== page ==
NEW YORK, NEW YORK – MAY 18: Deontay Wilder (R) and Dominic Breazeale fight during their bout for … [+]
WBC Heavyweight Champion Deontay Wilder and Tyson Fury will look for a definitive winner in their rematch on Saturday.
Wilder knows only one way to remove all doubt, and that’s by winning by KO.
He has knocked down or stopped every fighter he has faced in his 42-0-1 career (41 KO). No other heavyweight in his era can make that claim. Only two men have gone the distance with Wilder, and that’s Bermane Stiverne in January 2015, and Tyson Fury in December 2018.
Wilder has already rematched and starched Stiverne inside the first round. He’ll be looking to do something similar to Fury on Saturday when the two men meet for a rematch in Las Vegas.
Before the highly anticipated heavyweight clash, let’s look back at Wilder’s destructive KOs.
Wilder-Fury II is the biggest fight of 2020 so far, and there is a decent chance it keeps this distinction throughout the year. That likely depends on whether Floyd Mayweather Jr. comes out of retirement again, and what happens with Manny Pacquiao.
A Wilder vs. Anthony Joshua unification bout would also likely trump this fight, but Wilder needs to get past Fury on Saturday, and that’s far easier said than done.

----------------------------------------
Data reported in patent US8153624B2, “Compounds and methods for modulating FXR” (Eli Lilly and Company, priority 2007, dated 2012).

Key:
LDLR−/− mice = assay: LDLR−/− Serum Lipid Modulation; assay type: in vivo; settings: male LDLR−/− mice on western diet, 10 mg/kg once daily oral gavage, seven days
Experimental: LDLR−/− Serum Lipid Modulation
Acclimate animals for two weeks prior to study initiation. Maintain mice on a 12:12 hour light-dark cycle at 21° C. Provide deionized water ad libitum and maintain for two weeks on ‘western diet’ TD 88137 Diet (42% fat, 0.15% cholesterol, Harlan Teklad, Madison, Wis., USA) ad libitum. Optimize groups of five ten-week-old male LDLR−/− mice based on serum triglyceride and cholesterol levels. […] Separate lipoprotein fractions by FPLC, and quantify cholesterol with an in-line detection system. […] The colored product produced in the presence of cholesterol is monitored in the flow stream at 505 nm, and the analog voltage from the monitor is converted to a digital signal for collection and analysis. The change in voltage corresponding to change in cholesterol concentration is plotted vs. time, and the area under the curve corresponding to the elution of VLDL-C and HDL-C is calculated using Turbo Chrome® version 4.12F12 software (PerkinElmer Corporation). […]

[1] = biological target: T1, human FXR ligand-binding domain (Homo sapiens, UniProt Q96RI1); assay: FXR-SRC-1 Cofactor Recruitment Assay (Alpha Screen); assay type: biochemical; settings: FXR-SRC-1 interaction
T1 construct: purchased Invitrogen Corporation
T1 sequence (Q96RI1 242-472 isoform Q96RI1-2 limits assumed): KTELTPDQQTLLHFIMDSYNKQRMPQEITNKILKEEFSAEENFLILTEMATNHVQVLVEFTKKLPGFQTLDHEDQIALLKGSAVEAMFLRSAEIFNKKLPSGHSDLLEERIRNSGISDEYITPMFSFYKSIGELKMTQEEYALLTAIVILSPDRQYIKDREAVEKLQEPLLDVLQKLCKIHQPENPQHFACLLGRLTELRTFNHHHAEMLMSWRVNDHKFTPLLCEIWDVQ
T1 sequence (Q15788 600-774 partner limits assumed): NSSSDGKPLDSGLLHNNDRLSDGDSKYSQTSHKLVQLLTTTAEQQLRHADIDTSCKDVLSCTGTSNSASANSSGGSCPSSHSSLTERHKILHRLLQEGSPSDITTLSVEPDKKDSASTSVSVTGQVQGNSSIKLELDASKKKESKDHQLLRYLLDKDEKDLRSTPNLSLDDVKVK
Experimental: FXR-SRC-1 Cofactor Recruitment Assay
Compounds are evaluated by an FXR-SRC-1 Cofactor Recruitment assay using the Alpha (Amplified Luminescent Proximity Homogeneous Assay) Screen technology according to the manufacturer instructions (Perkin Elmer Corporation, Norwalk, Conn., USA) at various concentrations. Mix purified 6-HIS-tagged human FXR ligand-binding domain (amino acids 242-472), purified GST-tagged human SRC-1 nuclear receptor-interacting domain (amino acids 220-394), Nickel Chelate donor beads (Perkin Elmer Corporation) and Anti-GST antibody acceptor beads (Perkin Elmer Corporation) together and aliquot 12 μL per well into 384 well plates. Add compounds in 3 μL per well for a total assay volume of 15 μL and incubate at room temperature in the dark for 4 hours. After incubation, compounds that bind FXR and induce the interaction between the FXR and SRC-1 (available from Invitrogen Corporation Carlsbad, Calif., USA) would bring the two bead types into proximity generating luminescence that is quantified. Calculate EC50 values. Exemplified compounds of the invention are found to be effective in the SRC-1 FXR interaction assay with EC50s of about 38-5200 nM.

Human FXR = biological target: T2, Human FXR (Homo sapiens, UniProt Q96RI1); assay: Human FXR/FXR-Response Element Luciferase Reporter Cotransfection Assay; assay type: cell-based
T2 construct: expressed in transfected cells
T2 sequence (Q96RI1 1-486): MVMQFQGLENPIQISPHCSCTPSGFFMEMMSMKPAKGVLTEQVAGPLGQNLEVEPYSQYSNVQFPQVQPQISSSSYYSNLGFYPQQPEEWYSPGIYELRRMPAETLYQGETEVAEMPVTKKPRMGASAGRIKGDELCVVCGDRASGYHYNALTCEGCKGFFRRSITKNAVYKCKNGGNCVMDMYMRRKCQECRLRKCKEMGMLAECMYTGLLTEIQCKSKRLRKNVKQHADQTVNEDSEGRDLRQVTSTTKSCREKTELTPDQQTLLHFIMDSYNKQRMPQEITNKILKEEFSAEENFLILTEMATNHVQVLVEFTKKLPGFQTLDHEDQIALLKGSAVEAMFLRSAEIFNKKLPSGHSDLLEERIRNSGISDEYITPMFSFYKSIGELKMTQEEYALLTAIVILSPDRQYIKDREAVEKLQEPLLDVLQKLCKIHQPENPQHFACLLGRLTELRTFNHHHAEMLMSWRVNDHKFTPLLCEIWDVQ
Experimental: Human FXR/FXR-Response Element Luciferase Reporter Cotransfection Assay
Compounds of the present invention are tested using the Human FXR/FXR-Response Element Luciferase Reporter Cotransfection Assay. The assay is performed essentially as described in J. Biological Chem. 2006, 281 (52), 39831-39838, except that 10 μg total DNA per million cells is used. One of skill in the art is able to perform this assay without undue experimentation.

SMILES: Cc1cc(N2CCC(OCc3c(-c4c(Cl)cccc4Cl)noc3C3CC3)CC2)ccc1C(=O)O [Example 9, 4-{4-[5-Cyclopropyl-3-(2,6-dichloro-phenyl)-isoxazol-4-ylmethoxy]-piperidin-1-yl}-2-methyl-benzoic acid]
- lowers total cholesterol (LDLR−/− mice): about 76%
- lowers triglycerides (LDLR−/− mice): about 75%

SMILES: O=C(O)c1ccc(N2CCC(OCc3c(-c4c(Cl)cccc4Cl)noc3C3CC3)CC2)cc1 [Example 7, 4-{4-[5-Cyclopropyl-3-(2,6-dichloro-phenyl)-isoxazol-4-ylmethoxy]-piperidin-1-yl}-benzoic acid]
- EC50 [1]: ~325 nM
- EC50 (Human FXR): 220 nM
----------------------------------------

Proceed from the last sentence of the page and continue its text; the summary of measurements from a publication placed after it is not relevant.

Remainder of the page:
Wilder may have caught a break retaining his title via draw in the first fight. Fury outboxed the powerful champion most of the night, but Wilder’s two knockdowns kept him in the fight and saved his title.
Ahead of the second fight, both Wilder and Fury have vowed to win by KO. Fury has even switched trainers going into the rematch because he wanted to chase the KO victory. For his last five fights, Fury had been trained by Ben Davison, but he is hopeful Javan “Sugarhill” Steward can help to lead him to the KO he desires.
Wilder makes no secret of his intentions.
Wilder is one of the most devastating punchers in heavyweight history, and Fury has felt his power. How the challenger will avoid Wilder’s big right hand is perhaps the biggest question heading into the fight.
Will Fury be added to Wilder’s latest highlight reel, or can the challenger do the unexpected and score his own KO? I’ll be covering the fight leading up and after the final bell.